ASAP trains NCOs on Casey
December 9, 2009
CASEY GARRISON South Korea - In keeping with the Army Family Covenant, the Army provides the Alcohol and Substance Abuse Program to help Soldiers struggling with all kinds of substance abuse including alcohol and drugs, illicit and over-the-counter. There are five components of ASAP: prevention and outreach, risk reduction, testing, treatment and rehabilitation, and suicide prevention.
For the treatment and rehabilitation component, once a Soldier shows positive results from a urinalysis test, it is returned to the Alcohol and Drug Control Officer, Wayne Johnson, who notifies the commanders if there are any positive results found by the tests.
"If a positive result is showing a prescription medication, it goes to the medical review officer," Johnson said. "This officer rules whether or not the drug was issued legally. Controlled substance drugs do not require a MRO review, only prescription drugs require this review."
When a Soldier is found positive for illegal drug use, two separate things happen: a CID investigation and a referral to ASAP for treatment. When he or she arrives at the ASAP office he/she will begin evaluations to determine the specific treatment needed.
"The Soldier will come to us with a form DA 8003 signed by his commander or first sergeant," said Brenda Kittrell, clinical director for garrison ASAP. "The form will have a check mark indicating a positive bio-chemical urine analysis."
Once the Soldier hands in his DA 8003, he will be given a stack of forms to fill out called an intake packet. After he/she fills out the packet materials, they will go over the items in a screening process to make sure everything is in order.
"We will also determine if the person will need to see the psychiatrist," Kittrell said, "he/she may have suicidal or homicidal ideations, in which case they would be immediately referred to the psychiatrist."
Once the Soldier is found not to have homicidal or suicidal ideations, they are scheduled to have an appointment within seven days for a full assessment.
"During an assessment the Soldier sits down with a counselor for approximately an hour and a half to go over everything they wrote in their intake packet," Kittrell said. "He will talk about his history and his family's history, military history, to include everything that has been going on in his life, and if he has been enrolled in our program before."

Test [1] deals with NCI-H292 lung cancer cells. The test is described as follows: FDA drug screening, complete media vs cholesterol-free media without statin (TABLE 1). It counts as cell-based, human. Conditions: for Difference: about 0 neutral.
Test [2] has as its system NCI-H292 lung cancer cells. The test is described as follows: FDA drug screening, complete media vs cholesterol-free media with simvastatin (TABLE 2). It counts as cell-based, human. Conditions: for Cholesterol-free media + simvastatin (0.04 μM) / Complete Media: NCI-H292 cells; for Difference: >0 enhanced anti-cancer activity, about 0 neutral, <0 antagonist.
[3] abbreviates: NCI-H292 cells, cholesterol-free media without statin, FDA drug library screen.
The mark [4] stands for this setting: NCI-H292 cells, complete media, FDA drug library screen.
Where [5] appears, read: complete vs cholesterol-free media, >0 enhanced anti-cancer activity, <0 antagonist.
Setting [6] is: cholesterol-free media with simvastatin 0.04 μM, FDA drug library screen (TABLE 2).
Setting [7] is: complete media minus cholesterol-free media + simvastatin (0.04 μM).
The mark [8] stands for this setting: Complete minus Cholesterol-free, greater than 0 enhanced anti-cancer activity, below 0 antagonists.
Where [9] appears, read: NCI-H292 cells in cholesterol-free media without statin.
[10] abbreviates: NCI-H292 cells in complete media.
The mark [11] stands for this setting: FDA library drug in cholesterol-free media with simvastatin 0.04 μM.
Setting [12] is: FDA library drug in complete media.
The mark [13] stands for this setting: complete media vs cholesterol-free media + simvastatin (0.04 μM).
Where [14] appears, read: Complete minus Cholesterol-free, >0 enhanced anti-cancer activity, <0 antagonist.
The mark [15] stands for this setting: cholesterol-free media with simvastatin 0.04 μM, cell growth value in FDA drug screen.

Many incidents in a Soldiers life will flag the counselor's interest. Incidents like being drunk in public, underage drinking, charges for driving a vehicle under the influence of alcohol or drugs, and whether or not they had this behavior before coming to the military. Any previous incidents involving alcohol or drugs will flag the interest of the counselor.
"After the full assessment, they will have a rehabilitation team meeting," Kittrell said. "This meeting includes the commander, Soldier and counselor. This is when the commander can tell us if he knows of anything that is going on in the command with the Soldier that would not normally be mentioned. Many will put down the fact they have had drug problems before they came to the military. Once we have this meeting, the truth will come out about the Soldiers background."
The Soldier's commander or first sergeants are the only ones who can enroll them in ASAP treatment programs.
"Once they are enrolled they will start attending group and individual treatment," Kittrell said. "Group treatment is usually once a week for an hour and a half; this is where they start being truthful with themselves and each other. This is when the counselor finds out what has really been going on in their lives over a period of time. This is why we ask the commander to enroll them for a minimum of 90 days."
Kittrell will go over all her cases with the clinical psychiatrist once a week. The clinical psychiatrist can refer Soldiers to ASAP and vice versa.
"At the end of the first 90 day period, there will be another rehabilitation team meeting," Kittrell said. "The commander or first sergeant will come over along with the Soldier and the counselor to discuss whether or not the Soldier is improving, should stay in the program, or be released."
If the Soldier stays clean for 90 days during the program, he is usually released, Kittrell explained.